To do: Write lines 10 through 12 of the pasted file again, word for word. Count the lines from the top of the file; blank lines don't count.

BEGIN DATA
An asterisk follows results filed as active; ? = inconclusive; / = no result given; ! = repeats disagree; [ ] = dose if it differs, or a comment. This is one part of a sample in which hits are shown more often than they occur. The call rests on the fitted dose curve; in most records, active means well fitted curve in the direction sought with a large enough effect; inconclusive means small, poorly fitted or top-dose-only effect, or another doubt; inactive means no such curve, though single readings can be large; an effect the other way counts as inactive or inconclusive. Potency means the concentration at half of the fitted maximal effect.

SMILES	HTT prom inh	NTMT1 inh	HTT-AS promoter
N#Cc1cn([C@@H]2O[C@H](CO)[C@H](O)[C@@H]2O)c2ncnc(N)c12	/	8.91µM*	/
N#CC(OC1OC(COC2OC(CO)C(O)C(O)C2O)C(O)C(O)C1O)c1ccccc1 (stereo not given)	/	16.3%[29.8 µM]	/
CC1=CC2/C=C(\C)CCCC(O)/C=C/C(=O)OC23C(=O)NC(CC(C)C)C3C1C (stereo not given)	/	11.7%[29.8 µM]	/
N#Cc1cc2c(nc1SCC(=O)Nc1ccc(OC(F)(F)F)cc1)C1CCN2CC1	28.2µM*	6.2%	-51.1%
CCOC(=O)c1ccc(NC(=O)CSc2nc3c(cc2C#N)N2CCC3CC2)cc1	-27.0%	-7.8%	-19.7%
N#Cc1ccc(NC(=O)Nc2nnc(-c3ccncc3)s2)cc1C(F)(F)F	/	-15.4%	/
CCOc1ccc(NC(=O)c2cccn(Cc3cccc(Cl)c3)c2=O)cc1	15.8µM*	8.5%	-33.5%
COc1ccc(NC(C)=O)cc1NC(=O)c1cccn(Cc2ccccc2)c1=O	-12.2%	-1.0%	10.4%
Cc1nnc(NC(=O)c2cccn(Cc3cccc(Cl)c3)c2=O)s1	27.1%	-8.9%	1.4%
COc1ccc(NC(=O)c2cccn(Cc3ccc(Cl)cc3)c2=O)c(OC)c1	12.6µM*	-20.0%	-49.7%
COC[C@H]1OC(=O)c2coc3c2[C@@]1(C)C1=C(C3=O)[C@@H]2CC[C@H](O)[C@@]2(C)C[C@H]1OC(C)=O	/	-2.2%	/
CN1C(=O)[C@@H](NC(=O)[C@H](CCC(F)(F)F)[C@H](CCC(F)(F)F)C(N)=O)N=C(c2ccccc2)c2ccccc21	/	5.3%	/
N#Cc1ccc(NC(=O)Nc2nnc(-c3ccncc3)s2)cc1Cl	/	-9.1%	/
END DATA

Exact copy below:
COc1ccc(NC(C)=O)cc1NC(=O)c1cccn(Cc2ccccc2)c1=O	-12.2%	-1.0%	10.4%
Cc1nnc(NC(=O)c2cccn(Cc3cccc(Cl)c3)c2=O)s1	27.1%	-8.9%	1.4%
COc1ccc(NC(=O)c2cccn(Cc3ccc(Cl)cc3)c2=O)c(OC)c1	12.6µM*	-20.0%	-49.7%